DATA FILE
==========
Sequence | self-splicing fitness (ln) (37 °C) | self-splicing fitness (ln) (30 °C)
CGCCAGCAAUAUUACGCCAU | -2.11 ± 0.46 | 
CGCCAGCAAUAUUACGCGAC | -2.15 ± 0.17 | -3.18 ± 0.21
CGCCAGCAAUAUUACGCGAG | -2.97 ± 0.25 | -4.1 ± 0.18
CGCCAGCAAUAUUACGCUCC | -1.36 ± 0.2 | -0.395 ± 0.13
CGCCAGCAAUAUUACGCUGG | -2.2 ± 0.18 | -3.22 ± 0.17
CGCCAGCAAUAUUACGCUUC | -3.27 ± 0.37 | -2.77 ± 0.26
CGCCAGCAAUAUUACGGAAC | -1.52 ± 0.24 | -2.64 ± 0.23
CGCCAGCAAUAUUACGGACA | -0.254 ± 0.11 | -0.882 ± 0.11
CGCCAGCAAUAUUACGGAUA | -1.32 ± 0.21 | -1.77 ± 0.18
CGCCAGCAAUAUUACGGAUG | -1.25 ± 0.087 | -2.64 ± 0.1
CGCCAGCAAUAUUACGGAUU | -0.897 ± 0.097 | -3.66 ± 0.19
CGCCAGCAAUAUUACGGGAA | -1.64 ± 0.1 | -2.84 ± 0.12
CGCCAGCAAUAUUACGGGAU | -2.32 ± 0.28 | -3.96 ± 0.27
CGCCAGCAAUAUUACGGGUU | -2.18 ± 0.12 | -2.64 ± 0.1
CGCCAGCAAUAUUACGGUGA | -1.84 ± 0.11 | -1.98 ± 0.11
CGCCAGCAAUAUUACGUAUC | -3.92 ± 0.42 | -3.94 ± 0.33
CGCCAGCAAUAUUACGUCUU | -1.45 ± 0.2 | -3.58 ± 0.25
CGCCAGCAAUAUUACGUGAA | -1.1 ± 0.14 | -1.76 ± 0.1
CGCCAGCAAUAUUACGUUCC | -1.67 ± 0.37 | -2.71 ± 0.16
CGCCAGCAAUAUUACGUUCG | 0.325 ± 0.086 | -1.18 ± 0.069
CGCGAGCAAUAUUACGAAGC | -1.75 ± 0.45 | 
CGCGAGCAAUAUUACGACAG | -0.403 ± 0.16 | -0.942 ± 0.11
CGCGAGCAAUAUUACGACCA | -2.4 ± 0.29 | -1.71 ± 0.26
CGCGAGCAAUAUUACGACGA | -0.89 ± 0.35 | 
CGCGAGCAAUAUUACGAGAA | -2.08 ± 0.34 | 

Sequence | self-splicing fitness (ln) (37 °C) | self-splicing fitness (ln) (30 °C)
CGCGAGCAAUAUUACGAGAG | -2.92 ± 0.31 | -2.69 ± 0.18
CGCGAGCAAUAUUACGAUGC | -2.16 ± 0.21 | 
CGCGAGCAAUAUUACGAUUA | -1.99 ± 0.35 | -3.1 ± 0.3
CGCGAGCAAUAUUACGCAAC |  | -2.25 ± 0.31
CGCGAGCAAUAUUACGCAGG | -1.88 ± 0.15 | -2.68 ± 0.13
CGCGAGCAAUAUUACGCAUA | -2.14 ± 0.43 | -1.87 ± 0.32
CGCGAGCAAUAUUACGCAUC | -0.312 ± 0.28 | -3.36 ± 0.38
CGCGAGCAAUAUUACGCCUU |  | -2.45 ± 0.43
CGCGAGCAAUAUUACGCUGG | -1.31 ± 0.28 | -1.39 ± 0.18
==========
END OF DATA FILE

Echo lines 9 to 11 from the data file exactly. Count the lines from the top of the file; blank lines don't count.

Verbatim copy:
CGCCAGCAAUAUUACGGACA | -0.254 ± 0.11 | -0.882 ± 0.11
CGCCAGCAAUAUUACGGAUA | -1.32 ± 0.21 | -1.77 ± 0.18
CGCCAGCAAUAUUACGGAUG | -1.25 ± 0.087 | -2.64 ± 0.1